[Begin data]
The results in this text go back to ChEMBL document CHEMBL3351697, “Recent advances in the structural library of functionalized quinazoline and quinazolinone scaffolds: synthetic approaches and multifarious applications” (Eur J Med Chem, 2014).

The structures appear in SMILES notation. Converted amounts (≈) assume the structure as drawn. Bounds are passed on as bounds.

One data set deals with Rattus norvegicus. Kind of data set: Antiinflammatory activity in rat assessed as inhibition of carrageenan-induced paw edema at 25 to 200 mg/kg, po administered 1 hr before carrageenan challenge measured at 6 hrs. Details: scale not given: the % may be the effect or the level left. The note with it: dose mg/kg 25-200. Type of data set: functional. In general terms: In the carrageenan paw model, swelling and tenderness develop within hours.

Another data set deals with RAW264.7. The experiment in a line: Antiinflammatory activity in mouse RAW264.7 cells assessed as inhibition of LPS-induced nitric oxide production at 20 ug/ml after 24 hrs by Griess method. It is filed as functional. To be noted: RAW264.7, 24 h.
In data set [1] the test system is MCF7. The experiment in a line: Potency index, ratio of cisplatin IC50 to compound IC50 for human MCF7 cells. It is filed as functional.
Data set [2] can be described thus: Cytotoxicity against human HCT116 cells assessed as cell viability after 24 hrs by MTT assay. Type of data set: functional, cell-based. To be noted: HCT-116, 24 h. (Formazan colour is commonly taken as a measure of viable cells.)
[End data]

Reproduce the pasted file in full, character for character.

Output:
The results in this text go back to ChEMBL document CHEMBL3351697, “Recent advances in the structural library of functionalized quinazoline and quinazolinone scaffolds: synthetic approaches and multifarious applications” (Eur J Med Chem, 2014).

The structures appear in SMILES notation. Converted amounts (≈) assume the structure as drawn. Bounds are passed on as bounds.

One data set deals with Rattus norvegicus. Kind of data set: Antiinflammatory activity in rat assessed as inhibition of carrageenan-induced paw edema at 25 to 200 mg/kg, po administered 1 hr before carrageenan challenge measured at 6 hrs. Details: scale not given: the % may be the effect or the level left. The note with it: dose mg/kg 25-200. Type of data set: functional. In general terms: In the carrageenan paw model, swelling and tenderness develop within hours.

Another data set deals with RAW264.7. The experiment in a line: Antiinflammatory activity in mouse RAW264.7 cells assessed as inhibition of LPS-induced nitric oxide production at 20 ug/ml after 24 hrs by Griess method. It is filed as functional. To be noted: RAW264.7, 24 h.
In data set [1] the test system is MCF7. The experiment in a line: Potency index, ratio of cisplatin IC50 to compound IC50 for human MCF7 cells. It is filed as functional.
Data set [2] can be described thus: Cytotoxicity against human HCT116 cells assessed as cell viability after 24 hrs by MTT assay. Type of data set: functional, cell-based. To be noted: HCT-116, 24 h. (Formazan colour is commonly taken as a measure of viable cells.)